Fed jail guard admits smuggling drugs to inmates, could become inmate himself
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A Chicago man who worked as a federal correctional officer admitted Thursday that he smuggled drugs, cigarettes and a cell phone into the feds’ downtown jail.
Rafael Lizak, 29, may have made only $4,000 off the scheme hatched by an inmate, according to his plea agreement. Now, he could spend years as an inmate himself.
He said little before pleading guilty Thursday to one count of taking a bribe as a federal official. He told U.S. District Judge John Lee he spent time in the military and in corrections but now stays at home with his daughter.
Lizak worked as a correctional officer at the Metropolitan Correctional Center. That’s where he was approached in early 2017 by an inmate named Felipe Zamora, who offered to pay for Lizak’s help getting drugs and other contraband into the jail.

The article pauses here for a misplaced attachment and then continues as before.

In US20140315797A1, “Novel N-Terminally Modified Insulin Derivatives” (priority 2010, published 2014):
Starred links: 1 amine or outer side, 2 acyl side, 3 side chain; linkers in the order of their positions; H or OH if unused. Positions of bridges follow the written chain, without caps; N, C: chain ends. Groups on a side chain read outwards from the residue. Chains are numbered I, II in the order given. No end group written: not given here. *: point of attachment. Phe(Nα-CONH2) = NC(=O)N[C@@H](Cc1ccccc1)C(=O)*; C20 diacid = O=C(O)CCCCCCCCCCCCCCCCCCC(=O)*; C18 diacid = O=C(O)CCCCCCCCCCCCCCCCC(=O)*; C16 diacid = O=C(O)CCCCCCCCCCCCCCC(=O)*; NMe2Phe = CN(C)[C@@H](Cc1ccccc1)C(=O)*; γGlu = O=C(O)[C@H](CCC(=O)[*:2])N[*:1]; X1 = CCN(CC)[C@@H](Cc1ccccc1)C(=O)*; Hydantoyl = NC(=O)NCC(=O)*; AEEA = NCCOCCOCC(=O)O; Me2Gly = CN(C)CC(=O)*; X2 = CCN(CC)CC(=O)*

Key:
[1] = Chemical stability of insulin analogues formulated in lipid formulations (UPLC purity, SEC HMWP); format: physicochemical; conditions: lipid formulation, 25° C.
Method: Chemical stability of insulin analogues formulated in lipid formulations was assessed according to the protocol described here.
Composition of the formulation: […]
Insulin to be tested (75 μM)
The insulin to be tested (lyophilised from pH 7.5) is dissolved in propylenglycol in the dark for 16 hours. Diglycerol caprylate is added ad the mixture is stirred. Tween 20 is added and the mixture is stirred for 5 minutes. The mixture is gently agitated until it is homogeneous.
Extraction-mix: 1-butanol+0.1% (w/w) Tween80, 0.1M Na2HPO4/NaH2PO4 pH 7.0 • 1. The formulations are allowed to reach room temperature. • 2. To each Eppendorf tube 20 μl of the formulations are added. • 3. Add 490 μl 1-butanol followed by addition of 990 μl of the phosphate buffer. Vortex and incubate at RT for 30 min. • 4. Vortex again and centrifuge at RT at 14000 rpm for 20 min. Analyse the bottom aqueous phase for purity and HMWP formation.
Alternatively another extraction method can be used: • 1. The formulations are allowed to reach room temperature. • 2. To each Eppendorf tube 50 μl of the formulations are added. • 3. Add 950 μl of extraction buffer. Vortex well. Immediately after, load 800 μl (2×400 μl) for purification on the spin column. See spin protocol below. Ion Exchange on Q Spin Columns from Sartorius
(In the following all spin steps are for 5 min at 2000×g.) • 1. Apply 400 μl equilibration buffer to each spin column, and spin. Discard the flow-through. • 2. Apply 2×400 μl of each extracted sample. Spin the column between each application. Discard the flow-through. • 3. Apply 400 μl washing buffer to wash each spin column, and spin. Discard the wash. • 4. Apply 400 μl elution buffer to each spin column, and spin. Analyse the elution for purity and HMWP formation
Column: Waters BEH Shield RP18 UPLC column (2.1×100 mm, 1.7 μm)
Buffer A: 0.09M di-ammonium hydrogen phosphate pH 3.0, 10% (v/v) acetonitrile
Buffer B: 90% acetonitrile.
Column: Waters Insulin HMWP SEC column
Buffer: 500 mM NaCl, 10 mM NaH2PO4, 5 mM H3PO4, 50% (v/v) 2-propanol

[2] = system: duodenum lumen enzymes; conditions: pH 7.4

Lizak agreed to help, according to his plea agreement. So Zamora passed along the phone number for his sister, Guadalupe Zamora, and said she would deliver the drugs and Lizak’s payment, the feds say.
The correctional officer met Zamora’s sister outside the MCC at least four times in the spring and summer of 2017, records show. Guadalupe Zamora gave Lizak plastic baggies filled with K2, packs of cigarettes and at least one cell phone, the feds say. Each time, she also paid Lizak $1,000.
Meanwhile, the value of the goods Lizak smuggled into the jail ranged from $6,500 to $15,000.
Lizak agreed in his plea deal to cooperate with the feds. Assuming he does so — and the judge goes along — he could be looking at roughly two years in prison. The maximum sentence is 15 years.
Charges are still pending against Felipe and Guadalupe Zamora, as well as Carlos Fuentes, an inmate who is accused of taking orders for contraband from others in the jail.